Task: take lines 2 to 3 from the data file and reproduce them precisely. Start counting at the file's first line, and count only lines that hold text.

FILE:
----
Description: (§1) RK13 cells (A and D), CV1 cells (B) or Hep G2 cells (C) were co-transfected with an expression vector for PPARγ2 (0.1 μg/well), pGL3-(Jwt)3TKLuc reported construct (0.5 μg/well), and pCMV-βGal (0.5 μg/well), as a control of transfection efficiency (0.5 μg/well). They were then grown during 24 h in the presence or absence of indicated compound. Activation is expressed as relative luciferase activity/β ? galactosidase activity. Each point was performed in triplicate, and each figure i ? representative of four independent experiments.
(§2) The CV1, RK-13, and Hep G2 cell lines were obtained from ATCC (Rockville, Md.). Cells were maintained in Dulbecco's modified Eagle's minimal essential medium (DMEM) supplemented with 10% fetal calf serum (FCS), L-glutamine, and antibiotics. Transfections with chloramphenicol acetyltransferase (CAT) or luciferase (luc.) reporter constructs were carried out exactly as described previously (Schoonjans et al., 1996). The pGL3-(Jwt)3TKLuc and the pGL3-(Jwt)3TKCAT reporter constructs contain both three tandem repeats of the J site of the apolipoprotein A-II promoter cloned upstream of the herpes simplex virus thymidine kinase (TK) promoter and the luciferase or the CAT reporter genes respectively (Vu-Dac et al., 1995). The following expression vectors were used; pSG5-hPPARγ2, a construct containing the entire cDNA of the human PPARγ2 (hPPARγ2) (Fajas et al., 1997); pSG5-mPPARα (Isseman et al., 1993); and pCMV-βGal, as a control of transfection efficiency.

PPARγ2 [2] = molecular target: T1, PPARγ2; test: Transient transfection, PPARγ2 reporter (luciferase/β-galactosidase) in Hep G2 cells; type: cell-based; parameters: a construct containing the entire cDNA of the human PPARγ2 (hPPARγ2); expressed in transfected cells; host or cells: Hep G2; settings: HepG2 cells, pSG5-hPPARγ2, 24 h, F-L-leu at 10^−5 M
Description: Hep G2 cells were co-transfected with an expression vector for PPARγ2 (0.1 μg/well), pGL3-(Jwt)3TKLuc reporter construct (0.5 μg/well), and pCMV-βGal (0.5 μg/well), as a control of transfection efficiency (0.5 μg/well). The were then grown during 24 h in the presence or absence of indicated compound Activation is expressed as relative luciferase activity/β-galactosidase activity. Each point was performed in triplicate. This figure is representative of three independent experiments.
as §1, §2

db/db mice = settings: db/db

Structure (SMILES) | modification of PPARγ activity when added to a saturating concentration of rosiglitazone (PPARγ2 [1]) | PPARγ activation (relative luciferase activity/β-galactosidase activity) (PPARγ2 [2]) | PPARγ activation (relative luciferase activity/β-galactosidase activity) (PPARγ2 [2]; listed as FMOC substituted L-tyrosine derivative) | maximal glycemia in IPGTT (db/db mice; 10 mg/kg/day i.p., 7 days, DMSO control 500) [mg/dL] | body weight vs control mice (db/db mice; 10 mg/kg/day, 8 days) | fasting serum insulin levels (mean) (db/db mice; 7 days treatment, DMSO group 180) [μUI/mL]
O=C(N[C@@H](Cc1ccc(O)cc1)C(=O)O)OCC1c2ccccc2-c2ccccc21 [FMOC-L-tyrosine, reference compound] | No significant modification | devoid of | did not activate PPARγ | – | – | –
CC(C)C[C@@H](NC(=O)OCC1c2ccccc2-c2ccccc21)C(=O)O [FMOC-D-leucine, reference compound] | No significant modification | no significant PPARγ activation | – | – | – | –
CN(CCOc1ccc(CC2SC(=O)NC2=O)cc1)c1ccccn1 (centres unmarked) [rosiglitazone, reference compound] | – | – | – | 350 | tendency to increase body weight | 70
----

(§2) The CV1, RK-13, and Hep G2 cell lines were obtained from ATCC (Rockville, Md.). Cells were maintained in Dulbecco's modified Eagle's minimal essential medium (DMEM) supplemented with 10% fetal calf serum (FCS), L-glutamine, and antibiotics. Transfections with chloramphenicol acetyltransferase (CAT) or luciferase (luc.) reporter constructs were carried out exactly as described previously (Schoonjans et al., 1996). The pGL3-(Jwt)3TKLuc and the pGL3-(Jwt)3TKCAT reporter constructs contain both three tandem repeats of the J site of the apolipoprotein A-II promoter cloned upstream of the herpes simplex virus thymidine kinase (TK) promoter and the luciferase or the CAT reporter genes respectively (Vu-Dac et al., 1995). The following expression vectors were used; pSG5-hPPARγ2, a construct containing the entire cDNA of the human PPARγ2 (hPPARγ2) (Fajas et al., 1997); pSG5-mPPARα (Isseman et al., 1993); and pCMV-βGal, as a control of transfection efficiency.

PPARγ2 [2] = molecular target: T1, PPARγ2; test: Transient transfection, PPARγ2 reporter (luciferase/β-galactosidase) in Hep G2 cells; type: cell-based; parameters: a construct containing the entire cDNA of the human PPARγ2 (hPPARγ2); expressed in transfected cells; host or cells: Hep G2; settings: HepG2 cells, pSG5-hPPARγ2, 24 h, F-L-leu at 10^−5 M